Romantic comedy set during the European football championships in 1996, where football fan Martin finds his life is going from bad to worse after losing his job and splitting up with his ... See full summary »
John Gordon Sinclair
Max is gay and as such is sent to Dachau concentration camp under the Nazi regime. He tries to deny he is gay, and gets a yellow label (the one for Jews) instead of pink (the one for gays).... See full summary »
When "American Psycho" was released early in 2000 it reaffirmed author Bret Easton Ellis as the controversial "bad boy" of contemporary American Fiction. "This is Not an Exit" reveals the world inhabited by Ellis. In HD.
During World War II, the organisation "The Women's Land Army" recruited women to work on British farms while the men were off to war. Three such "land girls" of different social backgrounds - quiet Stella, young hairdresser Prue, and Cambridge graduate Ag - become best friends in spite of their different backgrounds.Written by
The Reverend Alan Bennett, seen conducting the christening near the end of the film, is the actual Rector of the church where the scene was filmed. See more »
When Stella receives a phone call from her fiancé, she tells him that the "pips" are going and that he should insert more money to continue the call. The "pips" did not come in until 1959. Prior to that local calls were unlimited in duration and long distance calls were via the operator, who would announce when your time was up and you needed to insert further coins. See more »
When the war came it changed everybody's lives. I left my cosy job in an office and volunteered for the Women's Land Army. We all had to pull together to help win the war. We had to grow more food or starve. I chose the Lawrence farm to be near my fiancé Philip who was an officer in the Navy
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Stella (Catherine McCormack), Prue (Anna Friel) and Ag (Rachel Weisz) play three "land girls", volunteers to carry on the agricultural work of the men. On the farm they find love, conflict, friendship and cows. The film is more of a relationship drama of those left behind than an account of the second world war.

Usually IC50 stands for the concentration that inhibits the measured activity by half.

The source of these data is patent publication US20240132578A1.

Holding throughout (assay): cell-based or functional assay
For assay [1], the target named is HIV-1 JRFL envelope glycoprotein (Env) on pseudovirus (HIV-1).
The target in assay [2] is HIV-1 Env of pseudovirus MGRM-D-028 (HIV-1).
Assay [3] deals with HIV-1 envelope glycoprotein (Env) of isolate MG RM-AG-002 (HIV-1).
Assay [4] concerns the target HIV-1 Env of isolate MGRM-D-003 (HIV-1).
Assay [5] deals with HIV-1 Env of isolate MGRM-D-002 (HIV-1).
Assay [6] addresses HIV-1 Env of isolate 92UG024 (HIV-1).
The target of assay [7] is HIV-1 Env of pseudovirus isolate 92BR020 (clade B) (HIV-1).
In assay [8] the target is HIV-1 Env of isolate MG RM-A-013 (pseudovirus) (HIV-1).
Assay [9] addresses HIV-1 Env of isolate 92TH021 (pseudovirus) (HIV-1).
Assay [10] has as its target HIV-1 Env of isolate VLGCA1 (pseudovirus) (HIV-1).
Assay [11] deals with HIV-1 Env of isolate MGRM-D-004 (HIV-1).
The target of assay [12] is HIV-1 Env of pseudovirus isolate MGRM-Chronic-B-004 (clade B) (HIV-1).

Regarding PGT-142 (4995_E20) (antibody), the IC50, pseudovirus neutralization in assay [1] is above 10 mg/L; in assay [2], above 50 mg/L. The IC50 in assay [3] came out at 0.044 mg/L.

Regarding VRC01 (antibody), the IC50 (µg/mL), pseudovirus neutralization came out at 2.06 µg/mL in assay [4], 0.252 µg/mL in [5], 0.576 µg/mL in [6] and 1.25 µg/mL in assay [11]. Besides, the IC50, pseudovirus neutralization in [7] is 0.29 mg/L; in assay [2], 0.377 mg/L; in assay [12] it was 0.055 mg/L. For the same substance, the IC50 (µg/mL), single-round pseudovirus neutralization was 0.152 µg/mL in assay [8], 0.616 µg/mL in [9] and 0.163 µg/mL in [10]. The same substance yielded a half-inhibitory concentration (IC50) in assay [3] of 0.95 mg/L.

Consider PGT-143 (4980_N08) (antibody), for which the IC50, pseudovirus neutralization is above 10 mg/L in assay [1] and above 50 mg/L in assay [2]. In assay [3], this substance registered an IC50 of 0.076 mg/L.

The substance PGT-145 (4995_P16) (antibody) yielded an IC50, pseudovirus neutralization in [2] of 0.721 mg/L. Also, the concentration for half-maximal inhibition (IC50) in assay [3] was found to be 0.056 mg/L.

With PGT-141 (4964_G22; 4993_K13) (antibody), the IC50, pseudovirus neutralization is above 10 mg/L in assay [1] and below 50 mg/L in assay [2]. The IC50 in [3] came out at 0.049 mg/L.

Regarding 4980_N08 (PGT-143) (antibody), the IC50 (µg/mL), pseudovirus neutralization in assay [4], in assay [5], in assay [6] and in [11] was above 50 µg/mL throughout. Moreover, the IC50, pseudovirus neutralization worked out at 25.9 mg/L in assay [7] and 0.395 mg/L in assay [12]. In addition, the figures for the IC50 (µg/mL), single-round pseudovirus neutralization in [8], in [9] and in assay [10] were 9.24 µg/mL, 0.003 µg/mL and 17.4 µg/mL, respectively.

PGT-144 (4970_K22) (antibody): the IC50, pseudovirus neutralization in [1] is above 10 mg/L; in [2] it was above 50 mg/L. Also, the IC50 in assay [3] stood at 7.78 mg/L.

That said it is an interesting piece - not only is it different to have a WW2 film from a British point-of-view but also from a woman's point of view. It is interesting to see how those left behind acted with their lives and their war efforts - how close to the truth this account is, anyone's guess, it's a bit unrealistic because so many girl's experiences are crammed into the story of these three. The story is good regardless with the tangled relationships creating the glut of the plot, however the many tangled love stories do get a bit much at times but the themes of love, loss and British spirit during wartime tend to make up for it.
The performance from the lead trio are mixed, Weisz is a bit stereotyped as an upper-class woman ("rotter", "jolly good" etc) but gets better as her character develops. Friel is good as Prue who starts as the roughest of the group but is touched by the events in her life. McCormack (Stella) is meant to be the core of the story with her interactions with the farmers, especially the son Joe (Steven Mackintosh), but she plays it a little over earnest for my liking. Mackintosh has the most complex role and carries it off very well with the best performance in the film.
The film's conclusion is a mix of neat, tidy endings and some more emotional moments that more realistically depict the damage that the conflict caused on the people left behind.
Overall the film is not amazing but is an interesting account of WW2 from a different point of view, some of the events are a little stereotyped and lack a realistic feel but generally the film carries the emotions that many will have experienced at the time.
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